Bill Description: Senate Bill 1261 would force internet-device manufacturers to include and automatically activate content filters, limiting access to adult content.
Does it transfer a function of the private sector to the government? Examples include government ownership or control of any providers of goods or services such as the Land Board’s purchase of a self-storage facility, mandatory emissions testing, or pre-kindergarten. Conversely, does it eliminate a function of government or return a function of government to the private sector?
Senate Bill 1261 would create Chapter 20, Title 48, Idaho Code, to require the presence of content filters in devices that connect to the internet, such as smartphones and tablets. Such filters must be automatically activated when the device is activated within the state.
Among numerous problems with this proposal, there are already myriad content filters available from hardware and software providers. The market has already met the demand for content filters. Requiring device manufacturers to include them interferes with the market and may force existing filter providers out of business.
Does it give government any new, additional, or expanded power to prohibit, restrict, or regulate activities in the free market? Conversely, does it eliminate or reduce government intervention in the market?
Senate Bill 1261 imposes new regulations on device manufacturers. Given that such devices are manufactured for global markets, a requirement imposed by one state is a significant and costly burden.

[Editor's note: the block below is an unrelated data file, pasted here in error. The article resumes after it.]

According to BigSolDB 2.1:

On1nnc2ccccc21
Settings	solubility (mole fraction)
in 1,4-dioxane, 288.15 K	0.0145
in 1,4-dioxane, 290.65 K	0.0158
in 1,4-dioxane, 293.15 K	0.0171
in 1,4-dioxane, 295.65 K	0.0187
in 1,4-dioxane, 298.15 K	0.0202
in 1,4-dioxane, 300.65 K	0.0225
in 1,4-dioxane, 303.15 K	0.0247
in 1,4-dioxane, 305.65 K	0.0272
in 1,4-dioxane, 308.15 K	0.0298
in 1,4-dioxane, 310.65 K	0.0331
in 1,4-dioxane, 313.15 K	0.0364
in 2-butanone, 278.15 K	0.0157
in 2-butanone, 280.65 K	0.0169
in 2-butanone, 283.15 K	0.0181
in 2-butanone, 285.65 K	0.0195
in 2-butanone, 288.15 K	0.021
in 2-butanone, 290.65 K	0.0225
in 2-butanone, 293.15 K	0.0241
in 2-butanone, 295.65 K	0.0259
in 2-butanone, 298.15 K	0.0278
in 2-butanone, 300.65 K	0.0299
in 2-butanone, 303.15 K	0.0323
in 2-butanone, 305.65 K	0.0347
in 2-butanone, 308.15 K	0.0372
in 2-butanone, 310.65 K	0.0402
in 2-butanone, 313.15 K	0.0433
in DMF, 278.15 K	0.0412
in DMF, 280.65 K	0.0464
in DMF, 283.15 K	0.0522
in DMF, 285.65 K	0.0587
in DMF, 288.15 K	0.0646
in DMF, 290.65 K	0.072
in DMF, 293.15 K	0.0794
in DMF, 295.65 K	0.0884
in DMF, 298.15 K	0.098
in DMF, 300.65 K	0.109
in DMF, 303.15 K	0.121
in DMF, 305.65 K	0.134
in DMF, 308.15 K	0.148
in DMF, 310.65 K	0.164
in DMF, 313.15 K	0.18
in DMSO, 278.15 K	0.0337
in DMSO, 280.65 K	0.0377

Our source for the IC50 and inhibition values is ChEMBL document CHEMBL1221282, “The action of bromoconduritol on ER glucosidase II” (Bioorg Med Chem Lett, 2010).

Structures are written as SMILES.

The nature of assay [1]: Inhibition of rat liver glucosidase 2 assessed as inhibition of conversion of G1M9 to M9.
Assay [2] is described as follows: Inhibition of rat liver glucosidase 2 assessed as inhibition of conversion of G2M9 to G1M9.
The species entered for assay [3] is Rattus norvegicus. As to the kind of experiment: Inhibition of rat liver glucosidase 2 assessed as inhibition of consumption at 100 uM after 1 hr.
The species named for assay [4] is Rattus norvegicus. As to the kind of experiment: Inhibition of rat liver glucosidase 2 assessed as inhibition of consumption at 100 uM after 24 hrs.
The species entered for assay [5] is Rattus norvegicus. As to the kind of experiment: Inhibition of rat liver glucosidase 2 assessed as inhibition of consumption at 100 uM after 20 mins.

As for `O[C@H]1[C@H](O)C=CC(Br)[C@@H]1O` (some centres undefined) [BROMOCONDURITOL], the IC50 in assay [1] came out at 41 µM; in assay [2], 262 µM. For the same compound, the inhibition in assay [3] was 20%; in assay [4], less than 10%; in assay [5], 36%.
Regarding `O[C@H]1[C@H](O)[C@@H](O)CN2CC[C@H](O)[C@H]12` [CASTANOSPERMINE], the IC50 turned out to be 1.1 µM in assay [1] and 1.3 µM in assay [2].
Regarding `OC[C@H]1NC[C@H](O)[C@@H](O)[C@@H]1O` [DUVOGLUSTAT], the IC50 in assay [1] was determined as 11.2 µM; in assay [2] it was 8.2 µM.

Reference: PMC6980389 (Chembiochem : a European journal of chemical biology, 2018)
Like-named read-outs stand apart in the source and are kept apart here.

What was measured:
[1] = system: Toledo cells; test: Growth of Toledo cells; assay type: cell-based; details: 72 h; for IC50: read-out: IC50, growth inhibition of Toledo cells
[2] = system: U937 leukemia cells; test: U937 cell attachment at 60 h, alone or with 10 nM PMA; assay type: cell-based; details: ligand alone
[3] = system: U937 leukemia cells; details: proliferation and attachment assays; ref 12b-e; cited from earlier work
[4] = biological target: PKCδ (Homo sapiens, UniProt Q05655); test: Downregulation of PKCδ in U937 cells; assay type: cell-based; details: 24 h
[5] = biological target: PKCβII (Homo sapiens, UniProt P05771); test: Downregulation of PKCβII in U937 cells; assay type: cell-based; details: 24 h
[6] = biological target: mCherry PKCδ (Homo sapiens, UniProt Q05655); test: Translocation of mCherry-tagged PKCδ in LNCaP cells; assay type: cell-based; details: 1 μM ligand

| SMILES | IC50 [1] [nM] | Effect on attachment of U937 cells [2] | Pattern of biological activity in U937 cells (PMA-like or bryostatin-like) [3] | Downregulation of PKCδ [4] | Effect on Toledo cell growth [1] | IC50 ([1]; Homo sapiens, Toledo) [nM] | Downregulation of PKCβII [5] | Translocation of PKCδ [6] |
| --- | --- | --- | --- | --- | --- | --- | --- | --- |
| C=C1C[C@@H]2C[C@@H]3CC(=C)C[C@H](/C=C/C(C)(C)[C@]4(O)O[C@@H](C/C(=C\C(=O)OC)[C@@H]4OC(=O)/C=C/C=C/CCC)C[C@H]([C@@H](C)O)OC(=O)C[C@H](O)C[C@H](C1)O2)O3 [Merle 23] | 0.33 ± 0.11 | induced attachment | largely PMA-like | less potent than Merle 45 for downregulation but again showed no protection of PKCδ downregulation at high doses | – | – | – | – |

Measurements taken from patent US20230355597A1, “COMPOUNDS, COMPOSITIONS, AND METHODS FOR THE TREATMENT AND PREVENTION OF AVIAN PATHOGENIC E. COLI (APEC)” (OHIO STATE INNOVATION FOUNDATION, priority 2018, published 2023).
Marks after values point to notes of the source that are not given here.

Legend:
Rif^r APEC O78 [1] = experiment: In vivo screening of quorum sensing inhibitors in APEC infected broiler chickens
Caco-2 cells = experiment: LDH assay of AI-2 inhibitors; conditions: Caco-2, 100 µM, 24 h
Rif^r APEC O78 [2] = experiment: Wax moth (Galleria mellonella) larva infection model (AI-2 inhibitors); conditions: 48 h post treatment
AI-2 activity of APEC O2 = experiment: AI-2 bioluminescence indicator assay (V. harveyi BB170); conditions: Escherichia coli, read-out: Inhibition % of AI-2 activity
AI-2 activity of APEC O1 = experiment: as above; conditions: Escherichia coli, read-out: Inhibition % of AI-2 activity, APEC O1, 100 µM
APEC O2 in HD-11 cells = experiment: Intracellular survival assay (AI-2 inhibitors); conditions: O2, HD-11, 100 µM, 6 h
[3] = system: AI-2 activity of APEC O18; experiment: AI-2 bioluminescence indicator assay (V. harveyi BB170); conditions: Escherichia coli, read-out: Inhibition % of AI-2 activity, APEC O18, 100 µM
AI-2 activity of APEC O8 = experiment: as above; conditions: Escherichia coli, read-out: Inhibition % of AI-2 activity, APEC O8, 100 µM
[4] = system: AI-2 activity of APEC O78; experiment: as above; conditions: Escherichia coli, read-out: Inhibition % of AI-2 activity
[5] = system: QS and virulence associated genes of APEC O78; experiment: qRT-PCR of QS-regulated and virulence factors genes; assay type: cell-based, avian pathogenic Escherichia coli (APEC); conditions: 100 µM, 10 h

Does it directly or indirectly create or increase penalties for victimless crimes or non-restorative penalties for nonviolent crimes? Conversely, does it eliminate or decrease penalties for victimless crimes or non-restorative penalties for non-violent crimes
Senate Bill 1261 allows for extensive penalties for device manufactures whose devices do not automatically activate content filters within the state of Idaho. Among these penalties are civil penalties of up to $5,000 per violation, revocation of "any license or certificate authorizing a manufacturer to engage in business in this state," and enjoining a "manufacturer from engaging in business in this state."
Additionally, the bill allows parents or guardians to take civil action against a manufacturer if their children accesses adult content on a device that did not automatically activate content filters when activated within the state of Idaho.
Of significant concern is an additional subsection allowing for "private, civil action in a court of competent jurisdiction against a person who is not the parent or legal guardian and who provides the passcode to remove the filter from a device in the possession of the child that results in the child's exposure" to adult content.
This means anyone who removes the filter from their own phone could face up to a $5,000 fine if someone under age 18 then uses it to access adult content. This provision creates an unreasonable obligation for device owners to keep content filters active even when they don’t want them.
Does it violate the spirit or the letter of either the U.S. Constitution or the Idaho Constitution? Examples include restrictions on speech, public assembly, the press, privacy, private property, or firearms. Conversely, does it restore or uphold the protections guaranteed in the U.S. Constitution or the Idaho Constitution?
Requiring devices activated in Idaho to automatically activate a content filter violates the rights of consumers to purchase devices tailored to their needs and preferences. Making censorship the default state of every device activated in Idaho represents an unreasonable infringement on the basic liberties of all involved parties.
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